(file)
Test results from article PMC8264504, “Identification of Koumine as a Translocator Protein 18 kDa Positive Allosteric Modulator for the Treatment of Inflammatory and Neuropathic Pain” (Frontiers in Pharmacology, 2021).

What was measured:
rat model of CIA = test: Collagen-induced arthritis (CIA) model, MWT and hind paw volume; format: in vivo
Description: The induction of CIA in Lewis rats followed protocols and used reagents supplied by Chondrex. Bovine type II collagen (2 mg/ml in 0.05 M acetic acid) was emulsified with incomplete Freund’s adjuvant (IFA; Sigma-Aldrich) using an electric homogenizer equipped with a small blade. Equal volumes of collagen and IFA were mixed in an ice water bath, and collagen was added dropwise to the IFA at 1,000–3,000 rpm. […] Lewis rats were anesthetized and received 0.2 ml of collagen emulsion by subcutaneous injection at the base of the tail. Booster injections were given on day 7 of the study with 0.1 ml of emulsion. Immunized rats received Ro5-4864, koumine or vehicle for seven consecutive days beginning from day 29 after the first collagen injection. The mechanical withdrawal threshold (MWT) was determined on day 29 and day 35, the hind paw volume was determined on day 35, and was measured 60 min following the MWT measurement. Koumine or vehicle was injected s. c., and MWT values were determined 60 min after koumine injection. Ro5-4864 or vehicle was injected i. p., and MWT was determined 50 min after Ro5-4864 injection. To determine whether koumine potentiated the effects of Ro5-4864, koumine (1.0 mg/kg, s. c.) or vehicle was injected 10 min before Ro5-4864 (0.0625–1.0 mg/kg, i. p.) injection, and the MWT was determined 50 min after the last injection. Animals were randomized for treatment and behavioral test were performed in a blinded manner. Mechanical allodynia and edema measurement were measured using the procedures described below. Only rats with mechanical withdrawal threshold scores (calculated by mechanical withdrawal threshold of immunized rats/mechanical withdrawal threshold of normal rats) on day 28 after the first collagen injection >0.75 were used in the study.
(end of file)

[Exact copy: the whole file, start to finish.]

Test results from article PMC8264504, “Identification of Koumine as a Translocator Protein 18 kDa Positive Allosteric Modulator for the Treatment of Inflammatory and Neuropathic Pain” (Frontiers in Pharmacology, 2021).

What was measured:
rat model of CIA = test: Collagen-induced arthritis (CIA) model, MWT and hind paw volume; format: in vivo
Description: The induction of CIA in Lewis rats followed protocols and used reagents supplied by Chondrex. Bovine type II collagen (2 mg/ml in 0.05 M acetic acid) was emulsified with incomplete Freund’s adjuvant (IFA; Sigma-Aldrich) using an electric homogenizer equipped with a small blade. Equal volumes of collagen and IFA were mixed in an ice water bath, and collagen was added dropwise to the IFA at 1,000–3,000 rpm. […] Lewis rats were anesthetized and received 0.2 ml of collagen emulsion by subcutaneous injection at the base of the tail. Booster injections were given on day 7 of the study with 0.1 ml of emulsion. Immunized rats received Ro5-4864, koumine or vehicle for seven consecutive days beginning from day 29 after the first collagen injection. The mechanical withdrawal threshold (MWT) was determined on day 29 and day 35, the hind paw volume was determined on day 35, and was measured 60 min following the MWT measurement. Koumine or vehicle was injected s. c., and MWT values were determined 60 min after koumine injection. Ro5-4864 or vehicle was injected i. p., and MWT was determined 50 min after Ro5-4864 injection. To determine whether koumine potentiated the effects of Ro5-4864, koumine (1.0 mg/kg, s. c.) or vehicle was injected 10 min before Ro5-4864 (0.0625–1.0 mg/kg, i. p.) injection, and the MWT was determined 50 min after the last injection. Animals were randomized for treatment and behavioral test were performed in a blinded manner. Mechanical allodynia and edema measurement were measured using the procedures described below. Only rats with mechanical withdrawal threshold scores (calculated by mechanical withdrawal threshold of immunized rats/mechanical withdrawal threshold of normal rats) on day 28 after the first collagen injection >0.75 were used in the study.